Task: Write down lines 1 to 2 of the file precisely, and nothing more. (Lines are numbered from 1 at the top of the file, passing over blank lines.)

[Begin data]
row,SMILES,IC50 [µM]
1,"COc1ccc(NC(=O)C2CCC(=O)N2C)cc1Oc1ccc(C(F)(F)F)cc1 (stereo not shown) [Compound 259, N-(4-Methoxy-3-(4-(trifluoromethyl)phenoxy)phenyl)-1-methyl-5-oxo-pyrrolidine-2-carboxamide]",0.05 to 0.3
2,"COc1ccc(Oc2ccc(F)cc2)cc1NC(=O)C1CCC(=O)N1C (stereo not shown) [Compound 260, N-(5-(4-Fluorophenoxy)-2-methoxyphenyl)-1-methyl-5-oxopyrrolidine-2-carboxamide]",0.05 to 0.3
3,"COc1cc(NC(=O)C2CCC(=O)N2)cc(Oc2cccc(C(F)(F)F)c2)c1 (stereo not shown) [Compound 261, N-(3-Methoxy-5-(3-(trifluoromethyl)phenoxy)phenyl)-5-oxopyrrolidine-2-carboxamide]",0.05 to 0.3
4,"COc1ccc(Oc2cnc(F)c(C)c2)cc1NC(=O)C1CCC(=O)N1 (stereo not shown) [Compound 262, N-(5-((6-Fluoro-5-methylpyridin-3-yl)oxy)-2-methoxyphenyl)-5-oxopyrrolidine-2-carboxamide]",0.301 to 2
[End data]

row,SMILES,IC50 [µM]
1,"COc1ccc(NC(=O)C2CCC(=O)N2C)cc1Oc1ccc(C(F)(F)F)cc1 (stereo not shown) [Compound 259, N-(4-Methoxy-3-(4-(trifluoromethyl)phenoxy)phenyl)-1-methyl-5-oxo-pyrrolidine-2-carboxamide]",0.05 to 0.3